French PM leads delegation to gas-rich Algeria
Algeria accepts a French delegation to sign agreements on economic cooperation, including energy, but natural gas deliveries are allegedly "not on the table."
French Prime Minister Elisabeth Borne came to Algeria on Sunday with a high-level team to discuss cooperation with the former French colony and key gas exporter.
Her two-day journey with 16 ministers – more than a third of her cabinet – comes just six weeks after President Emmanuel Macron wrapped up a three-day visit to end months of tensions with Algiers.
Borne is set to sign agreements on economic cooperation, including energy, however natural gas deliveries to France are "not on the table," according to her office.
She was scheduled to lay a wreath Sunday at a monument honoring Algerian independence martyrs and to visit a cemetery for French people who resided in Algeria during France's 132-year occupation, which ended in 1962.
Ties between Algeria and its former colonial master had been strained for months after Macron questioned Algeria's existence as a nation prior to French colonization, accusing the government of fomenting "hatred toward France."
During his August visit, though, Macron and his Algerian counterpart Abdelmadjid Tebboune agreed to end the feud. According to Tebboune's office, the two spoke on the phone on Sunday and expressed their "content with the positive direction" of their ties.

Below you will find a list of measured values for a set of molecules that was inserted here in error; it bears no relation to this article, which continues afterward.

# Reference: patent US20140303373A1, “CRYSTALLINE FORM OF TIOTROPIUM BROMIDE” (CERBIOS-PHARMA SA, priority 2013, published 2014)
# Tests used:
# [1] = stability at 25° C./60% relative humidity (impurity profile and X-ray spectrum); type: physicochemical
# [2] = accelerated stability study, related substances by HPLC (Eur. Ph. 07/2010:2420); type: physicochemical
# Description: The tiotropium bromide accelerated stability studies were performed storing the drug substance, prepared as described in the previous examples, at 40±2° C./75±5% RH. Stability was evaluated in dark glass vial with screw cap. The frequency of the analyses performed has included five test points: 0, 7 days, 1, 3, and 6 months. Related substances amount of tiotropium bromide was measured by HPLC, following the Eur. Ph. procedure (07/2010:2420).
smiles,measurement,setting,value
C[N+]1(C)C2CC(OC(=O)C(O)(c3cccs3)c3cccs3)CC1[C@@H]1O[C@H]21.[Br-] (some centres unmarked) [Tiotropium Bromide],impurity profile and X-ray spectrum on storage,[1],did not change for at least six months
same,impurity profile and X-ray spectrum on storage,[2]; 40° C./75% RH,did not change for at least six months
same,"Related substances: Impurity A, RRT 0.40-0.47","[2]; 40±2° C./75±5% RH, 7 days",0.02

Borne will also meet with Tebboune and is expected to sign a number of agreements with Prime Minister Benabderrahmane.
She told the news website Tout Sur l'Algerie (TSA) that the visit will be focused on "education, culture, the ecological transition, and the economy." "More cooperation will be a source of growth for our two countries," Borne said.
Gas supplies to Europe
During his visit, Macron announced the formation of a joint panel of historians to investigate the colonial period, including the war. According to France, the panel is still being formed. Macron has ruled out a state apology for acts committed during the colonial period.
Borne and her colleagues are the latest in a long line of top European officials to visit Algeria, Africa's biggest natural gas supplier, in search of alternatives to Russian energy supplies since the conflict in Ukraine began.
Algeria's Sonatrach signed a $4 billion oil and gas production agreement in July with Italian, French, and US giants.
Borne stated in her interview for TSA that France does not rely substantially on natural gas. But she claimed that Paris wants to develop joint projects in the sector with Algeria "to increase the efficiency of its gas production capacity, which will increase its export capacity to Europe."
Kadri Simson, the European Union's energy commissioner, is also scheduled to visit Algiers on Monday and Tuesday.